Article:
Thread.Sleep. This method is a blocking call. Calling this from the UI thread, the UI is frozen until the method completes. That’s why you should never do this in a Windows application – don’t call blocking methods from the UI thread. If you try to run the application clicking the Blocking Add button, the complete application is not responding until the calculation is completed. You even can’t move the window. The UI thread is blocked.
If you need to invoke such a blocking method, you can create a custom task as shown in the following code snippet with the
![Creating a custom task]https://csharpdotchristiannageldotcom.files.wordpress.com/2022/08/winui-customtask.png)
Running the application you can see that the UI is responsive this time. However, the result returned cannot be directly assigned to the textbox. If this would be done (you can try to get rid of the
DispatcherQueue used in the method
CustomTask and directly assign the result to the textbox), and the application would throw an exception. With WinUI it’s a COMException with the error RPC_E_WRONG_THREAD and the message The application called an interface that was marshalled for a different thread..
To invoke methods or properties of UI elements, a switch to the UI thread is needed. With WinUI, this can be done using the
DispatcherQueue property of the
DependencyObject class. The
DependencyObject class is a base class of the WinUI elements. The
DispatcherQueue property property returns a
DispatcherQueue object that offers methods to get back into the UI thread. You can pass a
DispatcherQueueHandler delegate to the
TryEnqueue method. The method referenced from the delegate is then called from the UI thread. Behind the scenes this is done passing information to the message queue of the UI thread, so the UI thread can execute this method as soon the thread is available to do this. Depending on how fast this should happen, a priority can be specified with the
DispatcherQueuePriority parameter. Methods with a higher priority are executed before methods with a lower priority. The default priority is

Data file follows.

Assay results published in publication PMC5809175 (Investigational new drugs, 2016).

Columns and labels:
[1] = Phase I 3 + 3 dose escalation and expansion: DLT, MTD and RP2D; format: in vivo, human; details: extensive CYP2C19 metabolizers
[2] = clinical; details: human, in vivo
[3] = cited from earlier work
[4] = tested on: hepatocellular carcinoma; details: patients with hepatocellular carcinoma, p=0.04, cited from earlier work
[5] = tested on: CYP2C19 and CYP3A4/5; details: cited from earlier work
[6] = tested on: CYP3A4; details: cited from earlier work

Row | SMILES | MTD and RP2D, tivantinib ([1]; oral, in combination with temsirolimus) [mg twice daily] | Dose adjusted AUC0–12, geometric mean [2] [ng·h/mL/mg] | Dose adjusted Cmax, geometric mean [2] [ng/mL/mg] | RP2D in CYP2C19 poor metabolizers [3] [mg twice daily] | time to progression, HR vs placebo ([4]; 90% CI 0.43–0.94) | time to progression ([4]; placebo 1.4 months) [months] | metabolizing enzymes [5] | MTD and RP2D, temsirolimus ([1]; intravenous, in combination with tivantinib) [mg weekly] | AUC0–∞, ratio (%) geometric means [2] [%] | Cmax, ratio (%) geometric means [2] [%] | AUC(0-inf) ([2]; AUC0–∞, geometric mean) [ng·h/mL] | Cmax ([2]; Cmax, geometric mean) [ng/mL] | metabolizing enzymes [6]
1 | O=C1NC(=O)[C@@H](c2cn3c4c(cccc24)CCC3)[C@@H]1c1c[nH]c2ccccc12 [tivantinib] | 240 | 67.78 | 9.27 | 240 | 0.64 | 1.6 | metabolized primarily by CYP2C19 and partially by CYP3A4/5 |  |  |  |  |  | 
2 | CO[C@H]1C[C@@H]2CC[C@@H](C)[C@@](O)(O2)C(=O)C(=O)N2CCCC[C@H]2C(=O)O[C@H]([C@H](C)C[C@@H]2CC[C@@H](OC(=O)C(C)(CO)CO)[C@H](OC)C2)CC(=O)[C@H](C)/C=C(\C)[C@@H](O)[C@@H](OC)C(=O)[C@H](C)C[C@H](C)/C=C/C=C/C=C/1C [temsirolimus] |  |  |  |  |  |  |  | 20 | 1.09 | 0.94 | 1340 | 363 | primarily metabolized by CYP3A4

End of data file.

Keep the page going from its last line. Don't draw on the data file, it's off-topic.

You can create a timer with
DispatcherQueue.CreateTimerto execute a method on the UI thread based on a time interval.
Do we need to switch to the UI thread?
To check if a switch to the UI thread is required, the
DispatcherQueue class offers the method
HasThreadAccess. This method returns true if the current thread is the UI thread. The implementation in the following code snippet writes a string to a
ListView control. If the method is called from the UI thread, a switch is not required. With a different thread, the thread switch is done before writing the string to the
You might argue that you don’t directly write to UI elements from the code-behind, and instead use a view-model. The MVVM pattern is a good practice and also explained in the book in detail in Chapter 30, Patterns with XAML Apps. However, view-models don’t help you in this scenario. Setting properties that are bound to UI elements needs to be done from the UI thread, so you have the same problem.
Using WPF, there’s a way to fill an ObservableCollection from a background thread that is bound to a UI element if you synchronize the access. To specify the lock object for synchronizaton, you can use
Using Async/Await with Windows Applications
Checking if the code is running in the UI thread and switching to the UI thread in case it is not, requires some work. The synchronization context and the async/await keywords makes this task easy.
Let’s change the implementation of the Add method of the